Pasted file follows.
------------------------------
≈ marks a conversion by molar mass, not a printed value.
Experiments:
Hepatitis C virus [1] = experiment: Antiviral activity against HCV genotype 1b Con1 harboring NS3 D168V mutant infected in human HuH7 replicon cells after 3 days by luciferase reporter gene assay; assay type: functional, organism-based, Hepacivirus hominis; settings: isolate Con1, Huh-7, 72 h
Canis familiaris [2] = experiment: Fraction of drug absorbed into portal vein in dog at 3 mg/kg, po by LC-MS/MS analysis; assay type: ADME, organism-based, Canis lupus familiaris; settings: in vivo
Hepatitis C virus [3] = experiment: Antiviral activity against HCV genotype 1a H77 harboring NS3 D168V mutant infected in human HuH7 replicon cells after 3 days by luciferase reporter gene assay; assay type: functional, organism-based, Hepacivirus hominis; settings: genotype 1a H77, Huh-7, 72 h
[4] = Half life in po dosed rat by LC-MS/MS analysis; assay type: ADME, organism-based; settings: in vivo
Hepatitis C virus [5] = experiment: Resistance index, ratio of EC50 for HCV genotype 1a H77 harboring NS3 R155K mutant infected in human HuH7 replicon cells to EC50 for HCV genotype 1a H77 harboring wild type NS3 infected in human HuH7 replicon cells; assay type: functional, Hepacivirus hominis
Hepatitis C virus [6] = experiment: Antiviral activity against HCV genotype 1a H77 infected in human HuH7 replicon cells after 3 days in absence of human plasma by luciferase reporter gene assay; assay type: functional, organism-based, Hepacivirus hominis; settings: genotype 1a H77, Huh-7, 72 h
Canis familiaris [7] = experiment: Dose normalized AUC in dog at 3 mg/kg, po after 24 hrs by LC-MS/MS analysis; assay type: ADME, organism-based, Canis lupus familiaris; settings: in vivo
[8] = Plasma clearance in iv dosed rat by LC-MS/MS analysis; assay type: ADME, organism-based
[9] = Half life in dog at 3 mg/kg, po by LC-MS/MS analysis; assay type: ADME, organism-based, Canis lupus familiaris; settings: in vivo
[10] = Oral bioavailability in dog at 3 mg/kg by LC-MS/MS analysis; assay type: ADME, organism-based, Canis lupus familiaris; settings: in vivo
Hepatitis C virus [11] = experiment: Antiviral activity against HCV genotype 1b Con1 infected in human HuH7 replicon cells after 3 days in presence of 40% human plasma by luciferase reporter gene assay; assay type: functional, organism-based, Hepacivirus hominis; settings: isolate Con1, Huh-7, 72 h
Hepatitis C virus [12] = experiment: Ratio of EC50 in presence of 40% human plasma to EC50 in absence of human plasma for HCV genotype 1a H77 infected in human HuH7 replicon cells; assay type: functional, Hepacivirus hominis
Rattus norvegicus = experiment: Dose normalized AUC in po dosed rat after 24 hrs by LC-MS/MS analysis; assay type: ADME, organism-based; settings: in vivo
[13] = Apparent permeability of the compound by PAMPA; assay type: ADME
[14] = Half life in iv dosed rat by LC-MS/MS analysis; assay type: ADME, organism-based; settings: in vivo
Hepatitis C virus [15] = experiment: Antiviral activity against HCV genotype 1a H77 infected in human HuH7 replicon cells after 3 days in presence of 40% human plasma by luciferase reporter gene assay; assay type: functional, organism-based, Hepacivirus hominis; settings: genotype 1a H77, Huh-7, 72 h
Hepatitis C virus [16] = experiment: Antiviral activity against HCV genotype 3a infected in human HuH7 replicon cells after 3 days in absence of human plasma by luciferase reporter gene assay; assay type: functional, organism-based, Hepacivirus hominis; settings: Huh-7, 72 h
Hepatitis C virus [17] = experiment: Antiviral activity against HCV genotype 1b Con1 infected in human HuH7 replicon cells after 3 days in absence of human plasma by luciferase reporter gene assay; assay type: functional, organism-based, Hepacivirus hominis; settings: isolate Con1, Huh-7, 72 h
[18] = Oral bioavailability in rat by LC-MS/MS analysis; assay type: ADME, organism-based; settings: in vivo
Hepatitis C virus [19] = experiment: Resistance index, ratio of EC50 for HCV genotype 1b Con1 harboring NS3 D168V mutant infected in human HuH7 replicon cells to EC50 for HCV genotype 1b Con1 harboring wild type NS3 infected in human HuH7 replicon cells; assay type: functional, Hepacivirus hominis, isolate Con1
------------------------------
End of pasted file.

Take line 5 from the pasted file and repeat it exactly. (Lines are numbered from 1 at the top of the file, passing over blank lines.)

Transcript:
Hepatitis C virus [3] = experiment: Antiviral activity against HCV genotype 1a H77 harboring NS3 D168V mutant infected in human HuH7 replicon cells after 3 days by luciferase reporter gene assay; assay type: functional, organism-based, Hepacivirus hominis; settings: genotype 1a H77, Huh-7, 72 h